I have a 14-year-old daughter who has suffered from mental health issues since puberty. She has been through 4 middle schools and several residential behavior programs. I got her enrolled in an online school now hoping it would motivate her to want to graduate or at least attend classes. She simply doesn't care. She said she hates school and would rather join the military or be a stripper.

I am at a loss. I am a single parent, we lost her mom when she was 5 to a suicide. I want her to have a happy healthy life but without an education I am afraid she will have a rough time later I life. We have had DCFS in our lives 2 times now for her missing school and suicidal ideation.

If anyone has any advice on what I should do please let me know. We have tried counseling, changing living arrangements, and now home schooling. Nothing I do seems to make her happy or gives her the desire to complete something she starts. I will never give up on my daughter so I'm hoping someone has a idea for me. What are some paths I can take to help motivate my daughter?

My suggestion would be to go to counselling yourself, with someone who is expert on childhood mental health issues, but very much with you as the focus. This isn't because you're messed up, or doing something wrong, which you're not, it's because you're facing issues which are way out of the league of any normal "civilian" parent, and you need information, understanding and comprehension on the issue, the consequences, and so on, from someone for whom this isn't completely alien territory. I'm thinking this is separate from focusing on your daughter's problems, but on you.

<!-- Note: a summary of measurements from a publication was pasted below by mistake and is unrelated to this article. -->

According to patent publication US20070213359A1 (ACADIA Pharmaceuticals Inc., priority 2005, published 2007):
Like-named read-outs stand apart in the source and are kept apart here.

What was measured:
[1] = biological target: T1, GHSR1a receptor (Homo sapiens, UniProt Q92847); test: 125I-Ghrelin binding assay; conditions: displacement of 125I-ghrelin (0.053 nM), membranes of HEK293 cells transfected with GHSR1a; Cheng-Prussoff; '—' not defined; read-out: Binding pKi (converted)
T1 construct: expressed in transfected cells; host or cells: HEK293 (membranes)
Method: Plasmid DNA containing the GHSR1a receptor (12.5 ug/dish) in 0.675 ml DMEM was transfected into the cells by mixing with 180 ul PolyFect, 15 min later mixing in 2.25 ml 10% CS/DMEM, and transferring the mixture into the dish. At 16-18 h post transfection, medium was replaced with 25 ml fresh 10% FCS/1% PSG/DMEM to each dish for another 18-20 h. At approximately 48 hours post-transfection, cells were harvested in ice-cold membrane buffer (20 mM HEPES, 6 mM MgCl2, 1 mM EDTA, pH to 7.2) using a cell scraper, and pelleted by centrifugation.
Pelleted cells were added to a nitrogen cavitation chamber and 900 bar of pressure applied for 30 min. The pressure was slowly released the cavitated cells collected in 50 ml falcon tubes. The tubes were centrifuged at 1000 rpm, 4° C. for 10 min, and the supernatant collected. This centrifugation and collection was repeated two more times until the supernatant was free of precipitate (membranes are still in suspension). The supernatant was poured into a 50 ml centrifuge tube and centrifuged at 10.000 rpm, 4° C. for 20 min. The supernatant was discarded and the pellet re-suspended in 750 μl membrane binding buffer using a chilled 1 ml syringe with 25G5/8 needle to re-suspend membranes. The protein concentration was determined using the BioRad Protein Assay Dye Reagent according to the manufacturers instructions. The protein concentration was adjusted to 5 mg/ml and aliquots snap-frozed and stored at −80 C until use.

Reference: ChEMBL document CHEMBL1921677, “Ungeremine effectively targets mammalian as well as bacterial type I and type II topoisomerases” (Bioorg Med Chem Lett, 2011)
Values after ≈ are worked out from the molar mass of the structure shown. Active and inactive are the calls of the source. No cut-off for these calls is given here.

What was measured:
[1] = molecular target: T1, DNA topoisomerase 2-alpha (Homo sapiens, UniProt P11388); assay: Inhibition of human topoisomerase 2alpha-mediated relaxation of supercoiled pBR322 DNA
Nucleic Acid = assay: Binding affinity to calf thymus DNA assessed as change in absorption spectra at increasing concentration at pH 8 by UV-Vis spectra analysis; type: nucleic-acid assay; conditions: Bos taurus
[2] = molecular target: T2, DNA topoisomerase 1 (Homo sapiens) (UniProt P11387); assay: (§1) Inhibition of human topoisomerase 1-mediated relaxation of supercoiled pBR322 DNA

I say this because it sounds, from your message, that what you lack is help to make decisions, or in how to act, or what to do yourself as a person in a particular role, and support.

I realise, as a single-parent, this isn't easy, and might have to be Skype or email, or something, but there's professional folk who do that.

I hope stuff works out for you, Monty.

I am sorry that you and your family have been through so much. I agree with above poster that you do need to prioritize your own well being first and foremost, for both your sakes. This is speculation in a big way, but I wonder whether having lost her mom at a young age, the fear of loss might be what is driving your daughter to act out..possibly to repeatedly test the support she does have left i.e. you..in which case letting her see that you are 'never giving up on her' would make sense and might be just what she needs. It's a lot for any person to deal with and maybe this is her processing her life experiences. Wish you and her the best..

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